I made a beer trap to reduce slugs in my garden, and, because it only used things I was going to throw out anyway, it was completely free. Free is my favourite kind of gardening, and reducing plastics being sent to recycling and landfill sites is always a good thing.
I noticed yesterday that something had been eating my pea plants as soon as they sprouted, and my first suspicion is usually always slugs.* However, we are on semi-lockdown so I can't really run out and buy copper tape or fancy traps right now. Also, I spent all my money on a fancy pants raised bed, and a couple of obelisk thingies that were on sale, for my squashes to climb up,** so I needed a cheap solution to my slug issue.
The peas I've been overwintering since October are staring to flower. They're lovely, but I don't want them to be the only peas I get this year.
* this may be misplaced suspicion, because it has been very dry lately and slugs usually like moist weather, but doing beer traps is quicker than sitting up all night with a torch, staking out my peas to see what's nibbling. If the traps keep coming up empty, I'll have a rethink.
**for some reason the clothes airer I used to support my butternut squash plants last year developed a...fanbase? You lot are odd. But yes, Clarence the clothes horse will be back this year too, to support the pumpkins. Again, I do love to reuse stuff I'd normally have thrown out.
You will need:
- 2 small tubs of similar sizes, with one being small enough to fit fairly snugly inside the other.
Small margarine tubs are ideal, but you can also use food packaging, the bottoms of plastic milk bottles, yogurt pots, pretty much anything.
- A can or bottle of beer or cider.
The cheapest of the cheap stuff will do nicely. In usual circumstances I'd tell you to go smile sweetly at the local pub landlord and ask if you can have the dregs from the drip trays - they'll usually be glad to give them to you for nothing. At the moment though, with pubs being closed, that isn't really an option. So get some manky own brand or have a rummage in the back of the cupboard. I found a bottle in the back of the fridge from last Christmas and that'll do fine. Slugs can't read expiry dates.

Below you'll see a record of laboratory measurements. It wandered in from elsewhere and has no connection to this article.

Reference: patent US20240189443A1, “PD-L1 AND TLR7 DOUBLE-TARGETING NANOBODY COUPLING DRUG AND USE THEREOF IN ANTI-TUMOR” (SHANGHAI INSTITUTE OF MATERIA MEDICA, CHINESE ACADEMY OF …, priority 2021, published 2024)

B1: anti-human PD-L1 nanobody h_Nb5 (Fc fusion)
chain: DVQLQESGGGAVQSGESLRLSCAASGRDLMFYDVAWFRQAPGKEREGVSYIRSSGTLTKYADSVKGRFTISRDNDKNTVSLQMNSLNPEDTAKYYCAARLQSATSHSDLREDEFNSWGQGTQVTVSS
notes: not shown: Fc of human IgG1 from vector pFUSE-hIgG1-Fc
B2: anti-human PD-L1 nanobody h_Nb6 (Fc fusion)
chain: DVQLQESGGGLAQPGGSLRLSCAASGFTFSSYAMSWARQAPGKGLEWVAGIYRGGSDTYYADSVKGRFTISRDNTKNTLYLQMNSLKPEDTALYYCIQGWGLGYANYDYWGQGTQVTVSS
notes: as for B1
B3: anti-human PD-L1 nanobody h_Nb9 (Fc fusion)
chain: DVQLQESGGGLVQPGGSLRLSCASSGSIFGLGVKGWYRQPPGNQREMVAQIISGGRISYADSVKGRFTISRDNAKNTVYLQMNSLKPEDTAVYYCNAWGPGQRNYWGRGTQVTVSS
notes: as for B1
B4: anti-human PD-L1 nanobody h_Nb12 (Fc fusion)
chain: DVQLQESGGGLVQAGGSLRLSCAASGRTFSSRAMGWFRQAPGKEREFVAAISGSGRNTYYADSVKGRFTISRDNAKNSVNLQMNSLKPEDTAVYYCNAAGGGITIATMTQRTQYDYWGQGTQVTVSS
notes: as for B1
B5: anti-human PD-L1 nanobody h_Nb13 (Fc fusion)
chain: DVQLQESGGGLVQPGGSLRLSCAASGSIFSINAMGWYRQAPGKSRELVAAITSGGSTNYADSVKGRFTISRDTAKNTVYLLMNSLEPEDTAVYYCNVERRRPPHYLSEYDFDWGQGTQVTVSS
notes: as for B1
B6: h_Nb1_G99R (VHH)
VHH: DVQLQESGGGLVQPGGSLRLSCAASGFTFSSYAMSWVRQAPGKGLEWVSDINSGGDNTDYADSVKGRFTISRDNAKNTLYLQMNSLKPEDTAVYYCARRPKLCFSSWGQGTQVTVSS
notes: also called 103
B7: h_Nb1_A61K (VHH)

- Something flat to cover it with to keep other critters out.
- Something to dig a small hole with - a trowel is perfect.
Putting your beer trap together
Take the slightly smaller of your two tubs, and pierce some holes in it. You don't need loads, just enough so that when you lift it out of the other tub the beer will run out into the tub below, leaving the slugs in the tub with holes in. This will make it a lot less unpleasant to empty, and will mean you're using less beer to top it up.
I skipped this step by using a plastic strawberry punnet as my inner tub, which helpfully came with holes already in it, and fits nicely in my margarine tub.
Next dig a hole large enough for your biggest tub to sit in, with its edge level with the ground.
I found it easier to dig a hole slightly bigger than I needed, sit the tub inside and then backfill around it like I was planting a new plant.
Once your bigger tub is in the ground, put your holey tub inside it. Then fill the tubs with beer.
It doesn't matter if the whole tub isn't full - using a whole bottle only half filled my trap, but the slugs will still be able to smell it.
To keep other animals and bugs out, reduce evaporation so you aren't constantly refilling it, and make it even more attractive to the slugs you're trying to trap, you want to cover most of the trap with something. I used a piece of very thin ply that I had in the shed, but you can use anything you've got lying around.
I put a stone on top to stop my cover being blown away.
In a couple of days I'll take up the cover, lift out the inner tub (slowly so as not to spill all the beer!), and empty out any dead slugs before replacing the the inner tub and topping it up with beer if it needs it.
What do you do to keep your veggies safe from slugs? Tell me in the comments or come for a chat on twitter with the hashtag #VsBoringGardenTweets.